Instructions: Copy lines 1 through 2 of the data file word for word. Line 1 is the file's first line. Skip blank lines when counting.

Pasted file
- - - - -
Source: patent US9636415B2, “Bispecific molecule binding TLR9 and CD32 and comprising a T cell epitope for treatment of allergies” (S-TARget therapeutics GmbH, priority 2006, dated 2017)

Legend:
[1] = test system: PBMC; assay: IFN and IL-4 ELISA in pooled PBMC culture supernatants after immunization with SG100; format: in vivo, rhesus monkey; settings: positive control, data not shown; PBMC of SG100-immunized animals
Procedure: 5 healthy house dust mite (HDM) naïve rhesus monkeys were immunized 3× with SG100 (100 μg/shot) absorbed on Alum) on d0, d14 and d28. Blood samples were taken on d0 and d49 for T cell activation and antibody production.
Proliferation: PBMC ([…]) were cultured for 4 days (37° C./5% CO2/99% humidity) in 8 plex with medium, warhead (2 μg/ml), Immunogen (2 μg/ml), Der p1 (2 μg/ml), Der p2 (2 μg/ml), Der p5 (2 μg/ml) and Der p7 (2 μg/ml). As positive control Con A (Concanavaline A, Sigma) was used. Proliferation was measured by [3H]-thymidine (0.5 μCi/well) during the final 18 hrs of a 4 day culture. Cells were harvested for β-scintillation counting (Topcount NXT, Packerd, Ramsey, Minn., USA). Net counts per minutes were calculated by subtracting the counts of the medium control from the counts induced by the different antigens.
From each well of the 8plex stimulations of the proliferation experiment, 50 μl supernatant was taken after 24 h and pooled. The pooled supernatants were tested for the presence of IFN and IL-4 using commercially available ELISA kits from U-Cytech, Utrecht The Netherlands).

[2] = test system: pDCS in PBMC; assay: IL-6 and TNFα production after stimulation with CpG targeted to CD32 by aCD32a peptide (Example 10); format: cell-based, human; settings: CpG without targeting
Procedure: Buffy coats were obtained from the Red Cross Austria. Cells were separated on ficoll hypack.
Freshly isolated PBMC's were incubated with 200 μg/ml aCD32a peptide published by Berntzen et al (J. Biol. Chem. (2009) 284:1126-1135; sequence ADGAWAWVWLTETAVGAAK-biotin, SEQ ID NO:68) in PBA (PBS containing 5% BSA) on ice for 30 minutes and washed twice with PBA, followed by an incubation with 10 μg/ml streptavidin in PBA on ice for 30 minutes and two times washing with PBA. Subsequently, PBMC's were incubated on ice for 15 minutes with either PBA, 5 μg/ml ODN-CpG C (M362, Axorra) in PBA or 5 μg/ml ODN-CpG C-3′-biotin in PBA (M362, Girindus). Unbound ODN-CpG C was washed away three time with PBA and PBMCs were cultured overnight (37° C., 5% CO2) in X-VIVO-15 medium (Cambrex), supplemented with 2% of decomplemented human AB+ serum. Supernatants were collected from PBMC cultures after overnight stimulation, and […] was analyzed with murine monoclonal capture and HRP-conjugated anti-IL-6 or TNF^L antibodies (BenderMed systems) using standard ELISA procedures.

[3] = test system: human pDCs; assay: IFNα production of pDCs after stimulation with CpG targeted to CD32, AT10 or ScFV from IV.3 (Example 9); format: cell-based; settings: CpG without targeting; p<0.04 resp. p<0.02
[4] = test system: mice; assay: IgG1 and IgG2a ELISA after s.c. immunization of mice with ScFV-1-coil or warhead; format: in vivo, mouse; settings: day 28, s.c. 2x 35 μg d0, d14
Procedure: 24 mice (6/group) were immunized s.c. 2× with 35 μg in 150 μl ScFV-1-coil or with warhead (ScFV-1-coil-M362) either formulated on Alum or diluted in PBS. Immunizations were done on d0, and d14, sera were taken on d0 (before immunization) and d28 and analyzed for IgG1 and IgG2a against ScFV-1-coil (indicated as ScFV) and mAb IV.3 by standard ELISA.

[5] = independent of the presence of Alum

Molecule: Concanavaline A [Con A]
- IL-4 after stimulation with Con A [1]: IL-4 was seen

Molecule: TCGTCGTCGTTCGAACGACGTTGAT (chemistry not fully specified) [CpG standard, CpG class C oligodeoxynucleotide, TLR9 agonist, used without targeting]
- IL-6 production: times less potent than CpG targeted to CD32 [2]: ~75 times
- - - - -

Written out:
Source: patent US9636415B2, “Bispecific molecule binding TLR9 and CD32 and comprising a T cell epitope for treatment of allergies” (S-TARget therapeutics GmbH, priority 2006, dated 2017)

Legend: